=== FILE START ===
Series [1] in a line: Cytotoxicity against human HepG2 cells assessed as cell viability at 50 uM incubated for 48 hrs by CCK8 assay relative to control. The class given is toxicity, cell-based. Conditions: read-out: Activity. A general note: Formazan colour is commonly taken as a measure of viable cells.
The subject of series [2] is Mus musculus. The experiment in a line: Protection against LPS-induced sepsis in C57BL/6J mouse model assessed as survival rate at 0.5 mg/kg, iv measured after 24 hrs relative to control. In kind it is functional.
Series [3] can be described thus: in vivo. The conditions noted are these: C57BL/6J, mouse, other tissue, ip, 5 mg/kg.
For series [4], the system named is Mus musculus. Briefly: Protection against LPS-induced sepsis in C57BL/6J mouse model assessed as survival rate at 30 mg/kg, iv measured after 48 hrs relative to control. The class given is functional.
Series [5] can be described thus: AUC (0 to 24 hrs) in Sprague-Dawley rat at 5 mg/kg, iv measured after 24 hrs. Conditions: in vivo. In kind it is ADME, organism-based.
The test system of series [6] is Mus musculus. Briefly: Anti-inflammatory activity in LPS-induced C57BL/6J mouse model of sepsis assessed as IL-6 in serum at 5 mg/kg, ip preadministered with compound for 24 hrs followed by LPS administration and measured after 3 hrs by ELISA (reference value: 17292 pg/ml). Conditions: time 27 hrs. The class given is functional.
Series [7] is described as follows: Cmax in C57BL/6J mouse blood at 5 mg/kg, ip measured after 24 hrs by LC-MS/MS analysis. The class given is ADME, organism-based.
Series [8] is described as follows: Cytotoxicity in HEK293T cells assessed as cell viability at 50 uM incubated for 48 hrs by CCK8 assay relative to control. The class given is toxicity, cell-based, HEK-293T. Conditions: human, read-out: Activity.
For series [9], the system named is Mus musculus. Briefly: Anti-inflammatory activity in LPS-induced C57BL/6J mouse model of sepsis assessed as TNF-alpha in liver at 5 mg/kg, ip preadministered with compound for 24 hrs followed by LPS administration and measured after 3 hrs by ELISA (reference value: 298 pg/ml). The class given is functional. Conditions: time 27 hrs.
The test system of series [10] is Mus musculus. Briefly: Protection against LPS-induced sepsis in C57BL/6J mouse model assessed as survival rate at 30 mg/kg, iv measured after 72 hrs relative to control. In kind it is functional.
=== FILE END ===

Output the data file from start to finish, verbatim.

Series [1] in a line: Cytotoxicity against human HepG2 cells assessed as cell viability at 50 uM incubated for 48 hrs by CCK8 assay relative to control. The class given is toxicity, cell-based. Conditions: read-out: Activity. A general note: Formazan colour is commonly taken as a measure of viable cells.
The subject of series [2] is Mus musculus. The experiment in a line: Protection against LPS-induced sepsis in C57BL/6J mouse model assessed as survival rate at 0.5 mg/kg, iv measured after 24 hrs relative to control. In kind it is functional.
Series [3] can be described thus: in vivo. The conditions noted are these: C57BL/6J, mouse, other tissue, ip, 5 mg/kg.
For series [4], the system named is Mus musculus. Briefly: Protection against LPS-induced sepsis in C57BL/6J mouse model assessed as survival rate at 30 mg/kg, iv measured after 48 hrs relative to control. The class given is functional.
Series [5] can be described thus: AUC (0 to 24 hrs) in Sprague-Dawley rat at 5 mg/kg, iv measured after 24 hrs. Conditions: in vivo. In kind it is ADME, organism-based.
The test system of series [6] is Mus musculus. Briefly: Anti-inflammatory activity in LPS-induced C57BL/6J mouse model of sepsis assessed as IL-6 in serum at 5 mg/kg, ip preadministered with compound for 24 hrs followed by LPS administration and measured after 3 hrs by ELISA (reference value: 17292 pg/ml). Conditions: time 27 hrs. The class given is functional.
Series [7] is described as follows: Cmax in C57BL/6J mouse blood at 5 mg/kg, ip measured after 24 hrs by LC-MS/MS analysis. The class given is ADME, organism-based.
Series [8] is described as follows: Cytotoxicity in HEK293T cells assessed as cell viability at 50 uM incubated for 48 hrs by CCK8 assay relative to control. The class given is toxicity, cell-based, HEK-293T. Conditions: human, read-out: Activity.
For series [9], the system named is Mus musculus. Briefly: Anti-inflammatory activity in LPS-induced C57BL/6J mouse model of sepsis assessed as TNF-alpha in liver at 5 mg/kg, ip preadministered with compound for 24 hrs followed by LPS administration and measured after 3 hrs by ELISA (reference value: 298 pg/ml). The class given is functional. Conditions: time 27 hrs.
The test system of series [10] is Mus musculus. Briefly: Protection against LPS-induced sepsis in C57BL/6J mouse model assessed as survival rate at 30 mg/kg, iv measured after 72 hrs relative to control. In kind it is functional.